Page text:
Ramses fought bravely, however he was vastly outnumbered and was caught in an ambush by the Hittite army and narrowly escaped death on the battlefield. He was plagued by arthritis Towards the end of his life, Ramses was said to have suffered from arthritis and other diseases. He spent the early years of his reign engaged in extensive building programs and built several cities, temples and monuments. He was pharaoh, or king of Egypt, from 1279 BCE until his death. He had many children, including over 100 sons and daughters.
Ramses did eventually settle his dispute with the Hitites by treaty and by marrying one of the Hitite princesses. He was also fascinated with architecture, building extensively throughout Egypt and Nubia. Ramses II a Temple Builder He began to carry out great constructions such as the temple of Luxor dedicated to Amon-Ra and the beginning of the construction of the Rameseum on the hill Sheikh abd el Gurnah. He supervised the building of a large number of cities, temples and monuments. The early years of his sovereignty were mostly spent in making numerous remarkable monuments, holy places for worship, development of infrastructure and cities. He was an enthusiastic builder, commissioning massive temple complexes across Egypt, such as the Ramesseum and the tomb for his first wife, Nefertari.
Appointed as Prince Regent by his father at the age of 14, Ramesses is believed to have taken the throne in 1279 BC and had the second longest reign in Egyptian history. Retrieved 12 October 2022. Pharaoh Triumphant: The Life and Times of Ramesses II, King of Egypt. He is considered the Ramses was succeeded by his 13th son, Merneptah, who was nearly 60 years when he ascended to the throne. When he was fifteen years old, even before becoming pharaoh, he married Nefertari. Retrieved 4 July 2020. That's an impressive legacy to leave behind.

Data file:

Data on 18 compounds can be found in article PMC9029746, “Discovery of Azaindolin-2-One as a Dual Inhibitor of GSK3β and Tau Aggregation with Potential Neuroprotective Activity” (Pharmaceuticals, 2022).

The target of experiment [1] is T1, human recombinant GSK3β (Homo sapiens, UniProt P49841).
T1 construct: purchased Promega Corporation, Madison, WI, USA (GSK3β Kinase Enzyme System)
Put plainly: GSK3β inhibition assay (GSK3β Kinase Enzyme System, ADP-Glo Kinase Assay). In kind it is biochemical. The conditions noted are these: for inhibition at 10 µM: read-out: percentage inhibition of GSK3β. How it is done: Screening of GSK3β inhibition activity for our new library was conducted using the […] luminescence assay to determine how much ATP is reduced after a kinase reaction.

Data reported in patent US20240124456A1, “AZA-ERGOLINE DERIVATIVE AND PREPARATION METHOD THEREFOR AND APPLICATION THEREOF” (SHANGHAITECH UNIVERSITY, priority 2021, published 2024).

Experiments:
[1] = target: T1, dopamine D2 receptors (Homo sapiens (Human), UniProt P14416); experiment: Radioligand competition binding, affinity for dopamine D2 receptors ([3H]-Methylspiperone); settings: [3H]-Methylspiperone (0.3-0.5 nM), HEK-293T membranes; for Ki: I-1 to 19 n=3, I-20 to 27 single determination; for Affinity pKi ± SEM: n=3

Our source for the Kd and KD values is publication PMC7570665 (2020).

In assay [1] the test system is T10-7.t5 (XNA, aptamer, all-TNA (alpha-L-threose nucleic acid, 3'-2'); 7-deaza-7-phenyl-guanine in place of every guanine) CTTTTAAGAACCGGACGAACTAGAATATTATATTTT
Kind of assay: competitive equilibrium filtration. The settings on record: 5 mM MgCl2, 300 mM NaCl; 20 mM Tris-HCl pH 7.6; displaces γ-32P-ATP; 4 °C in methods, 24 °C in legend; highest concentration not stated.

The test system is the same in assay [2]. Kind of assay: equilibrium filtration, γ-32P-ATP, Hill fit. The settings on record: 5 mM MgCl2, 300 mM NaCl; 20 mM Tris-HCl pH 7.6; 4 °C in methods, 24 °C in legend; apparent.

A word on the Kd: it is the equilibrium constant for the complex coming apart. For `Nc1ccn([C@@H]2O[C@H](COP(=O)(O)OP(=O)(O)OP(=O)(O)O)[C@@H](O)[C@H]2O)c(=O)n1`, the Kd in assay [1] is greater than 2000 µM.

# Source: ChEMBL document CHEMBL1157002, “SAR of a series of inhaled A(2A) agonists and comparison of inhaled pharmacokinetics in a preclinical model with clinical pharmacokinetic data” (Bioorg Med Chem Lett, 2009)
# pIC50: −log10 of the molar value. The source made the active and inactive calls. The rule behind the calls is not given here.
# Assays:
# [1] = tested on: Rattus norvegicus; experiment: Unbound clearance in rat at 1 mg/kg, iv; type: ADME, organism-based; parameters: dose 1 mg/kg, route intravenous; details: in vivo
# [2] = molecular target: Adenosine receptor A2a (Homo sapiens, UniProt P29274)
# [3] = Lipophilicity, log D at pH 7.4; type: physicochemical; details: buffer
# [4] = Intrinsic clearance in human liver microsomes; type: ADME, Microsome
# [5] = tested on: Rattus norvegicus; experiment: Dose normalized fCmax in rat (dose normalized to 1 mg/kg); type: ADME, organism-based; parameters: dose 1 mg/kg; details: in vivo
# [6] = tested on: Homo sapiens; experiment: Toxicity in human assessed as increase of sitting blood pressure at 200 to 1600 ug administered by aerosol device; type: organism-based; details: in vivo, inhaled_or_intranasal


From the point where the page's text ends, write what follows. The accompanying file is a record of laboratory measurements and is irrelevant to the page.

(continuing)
He was the third pharaoh of Egypt's 19th dynasty. According to historians, he had around two hundred concubines, nintey-six sons, and sixty daughters. How did Ramses 2 died? Civilization or barbarism: an authentic anthropology Firsted. Skirmishes with the Hittites continued over these two cities until 1258 BC, when an official peace treaty was established between the Egyptian pharaoh and Hattusili III, the then king of the Hittites. Upon his death, Ramses II, also known as Ramses the Great, was likely given a traditional ancient Egyptian burial, which would have included a number of rituals and ceremonies.
He was a priest of the God Ptah, scholar, architect, and organizer of events. Over the course of their marriage, they had at least four sons and two daughters, and possibly more, although historians have uncertain evidence of children beyond the six who are clearly mentioned in documents and on carvings. He suffered from several health problems during his last years and died at the age of around 90 in 1213 BC. Today, 39 of the 48 original columns are still standing, but much of the rest of the temple and its statues have long since disappeared. Ramses II was a powerful and influential ruler who left a lasting legacy on ancient Egyptian society and culture. His mummy was recovered in 1881 from Deir-el-Medina and was finally placed in museum of Cairo and Egyptians proudly put his mummy to exhibitions.